15 Palestinian brands to support amid the Israel-Gaza War

From clothing to homeware, here's a directory of online stores that offer worldwide shipping

Dubai resident Zak Jarallah offers clothes and shoes with Palestinian tatreez through Adjadi Collective. Antonie Robertson / The National
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April 7 marks six months since Israel's deadly bombardment of Gaza began, and people around the world continue to look to support Palestinians and their livelihoods. While many have decided to donate to charity, others help local brands stay afloat amid the crisis.

There are countless Palestinian artisans in Gaza and West Bank who hand-make beautiful products. Dozens of stores sell these wares, with funds going directly back to their makers.

Here are 15 brands that have online stores, offering worldwide shipping.

Taita Leila

The name of this social enterprise is an amalgamation of a colloquial Arabic term for grandmother used across the Levant, and Leila Hussein Fakhri Khalidi, author of The Art of Palestinian Embroidery.

Taita Leila sells modern clothing inspired by the tradition of Palestinian embroidery, or tatreez, reinterpreting the techniques “in a way that would make your grandmother proud”.

The clothes are handmade in Palestine by women in the West Bank, and can be delivered anywhere in the world.


Jeel Design

Jeel, which means generation in Arabic, is a multidisciplinary design house that specialises in old Palestinian embroidery with a 1970s aesthetic. “We aim to preserve heritage through preserving old Palestinian embroidery for generations to come,” reads its bio on Instagram.

A team of in-house and external designers and artists create modern pieces that express history. This includes accessories, furniture and artwork.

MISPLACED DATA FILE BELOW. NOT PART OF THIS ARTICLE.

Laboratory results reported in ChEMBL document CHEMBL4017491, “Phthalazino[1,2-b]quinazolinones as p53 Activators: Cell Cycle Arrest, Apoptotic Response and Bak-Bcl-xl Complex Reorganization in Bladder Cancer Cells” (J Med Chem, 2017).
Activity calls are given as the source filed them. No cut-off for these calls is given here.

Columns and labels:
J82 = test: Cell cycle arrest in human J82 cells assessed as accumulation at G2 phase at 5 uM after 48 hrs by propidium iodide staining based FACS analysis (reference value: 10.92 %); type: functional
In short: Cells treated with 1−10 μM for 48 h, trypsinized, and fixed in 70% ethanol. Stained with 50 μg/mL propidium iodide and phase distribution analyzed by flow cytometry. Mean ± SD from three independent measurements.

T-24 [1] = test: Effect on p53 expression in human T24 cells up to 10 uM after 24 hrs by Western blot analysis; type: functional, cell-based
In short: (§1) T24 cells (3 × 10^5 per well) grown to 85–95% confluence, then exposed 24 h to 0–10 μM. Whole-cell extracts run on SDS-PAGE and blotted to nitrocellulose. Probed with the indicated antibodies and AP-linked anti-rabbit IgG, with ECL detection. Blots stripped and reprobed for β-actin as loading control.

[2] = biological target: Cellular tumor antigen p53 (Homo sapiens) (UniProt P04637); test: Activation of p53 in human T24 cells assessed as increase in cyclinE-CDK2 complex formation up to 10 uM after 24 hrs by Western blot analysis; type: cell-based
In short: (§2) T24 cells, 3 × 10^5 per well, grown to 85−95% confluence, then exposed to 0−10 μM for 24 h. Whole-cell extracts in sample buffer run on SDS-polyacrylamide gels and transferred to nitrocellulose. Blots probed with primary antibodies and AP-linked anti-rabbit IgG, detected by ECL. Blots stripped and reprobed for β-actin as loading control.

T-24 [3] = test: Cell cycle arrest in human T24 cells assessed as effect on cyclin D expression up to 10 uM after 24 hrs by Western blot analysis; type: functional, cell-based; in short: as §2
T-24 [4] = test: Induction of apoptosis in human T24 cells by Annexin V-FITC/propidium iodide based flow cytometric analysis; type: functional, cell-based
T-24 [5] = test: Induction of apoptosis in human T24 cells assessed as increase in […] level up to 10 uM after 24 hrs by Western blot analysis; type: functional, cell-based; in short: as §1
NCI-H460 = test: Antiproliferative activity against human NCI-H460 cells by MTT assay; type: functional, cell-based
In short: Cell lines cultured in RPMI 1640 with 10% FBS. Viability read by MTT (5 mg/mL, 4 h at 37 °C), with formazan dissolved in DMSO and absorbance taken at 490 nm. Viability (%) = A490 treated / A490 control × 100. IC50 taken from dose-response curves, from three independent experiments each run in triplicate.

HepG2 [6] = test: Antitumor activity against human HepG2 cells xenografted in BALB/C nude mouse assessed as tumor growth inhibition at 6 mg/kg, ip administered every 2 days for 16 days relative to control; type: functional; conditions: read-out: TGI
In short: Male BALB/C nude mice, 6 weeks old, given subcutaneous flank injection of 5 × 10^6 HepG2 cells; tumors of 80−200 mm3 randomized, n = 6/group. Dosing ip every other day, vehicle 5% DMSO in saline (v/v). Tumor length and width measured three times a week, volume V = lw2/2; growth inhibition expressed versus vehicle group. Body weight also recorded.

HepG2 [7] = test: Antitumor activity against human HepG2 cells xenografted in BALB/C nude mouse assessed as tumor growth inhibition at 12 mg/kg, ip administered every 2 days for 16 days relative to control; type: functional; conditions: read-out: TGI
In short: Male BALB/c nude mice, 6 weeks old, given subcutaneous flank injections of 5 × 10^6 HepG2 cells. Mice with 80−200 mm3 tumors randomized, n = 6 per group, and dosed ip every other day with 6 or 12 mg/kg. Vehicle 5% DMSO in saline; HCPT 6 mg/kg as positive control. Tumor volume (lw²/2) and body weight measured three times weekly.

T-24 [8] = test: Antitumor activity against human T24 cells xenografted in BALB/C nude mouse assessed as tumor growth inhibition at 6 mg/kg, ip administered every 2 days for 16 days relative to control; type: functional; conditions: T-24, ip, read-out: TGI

It has offices in Dubai and Ramallah, and items can be shipped around the world from the UAE.


Nol Collective

An intersectional feminist and political fashion collective, Nol manufactures apparel and accessories with small family-run businesses and women’s co-operatives in the West Bank and Gaza. Products range from jewellery and clothing to accessories and even handmade soap.

The online store sells pieces from a range of Palestinian brands, including clothing line Hind Hilal, jeweller Mai Zarkawi and Straps by Sarab, a line of yoga mat straps sporting traditional motifs and handmade by women from Al Amari Refugee Camp Centre.

“The production process is designed to help revive the local textile industry, supporting local artisans,” reads a statement on its website. “These garments represent to us the transcendence of the creative process and of the collective over physically imposed borders, signifying an act of defiance in and of itself.”


Dar Noora

Designer Noora Khalifeh reinterprets traditional tatreez in a modern way, with women across Gaza, the West Bank and Jerusalem carrying out the needlework.

The clothing and accessories are elegant and feminine, with items such as thobes, abayas, kaftans, skirts, dresses and jackets all available to buy online. Queen Rania has been spotted wearing one of Khalifeh's pieces.

Check out the Sunbird collection, which includes clutches and scarves. Khalifeh chose the sunbird as a symbol of freedom, “spreading his wings in his skies of Palestine”.


Holy Land Boutique

This online store sells pieces from various designers all based in Palestine. Buy a beautiful coaster, for example, handmade by Shireen Salman, who was born in Jerusalem in 1986, and whose great-grandfather was a jeweller and her father owns an antique shop. She also makes postcards and cloth posters.

You’ll find everything from blazers to belts and tote bags on the store, too.

“At Holy Land Boutique, we aim to liberate art and free it from the shackles of restrictions and social pressures,” reads a message on its website.


Hirbawi Keffiyeh Weavery

The weavery in Hebron is widely said to be the last to make keffiyehs, the traditional scarf worn around the head or neck, in Palestine. It was opened by Yasser Hirbawi in 1961 and in its heyday produced 150,000 keffiyehs per year.

By 2010, however, following an influx of imported products, this dropped to 10,000.

Since October 7, when Israel launched a military operation on Gaza in retaliation for a Hamas attack, demand locally and abroad for the scarf has been soaring.

“It’s not one-fold or two-fold, it’s more,” Joudeh Hirbawi, the factory’s owner, told The National.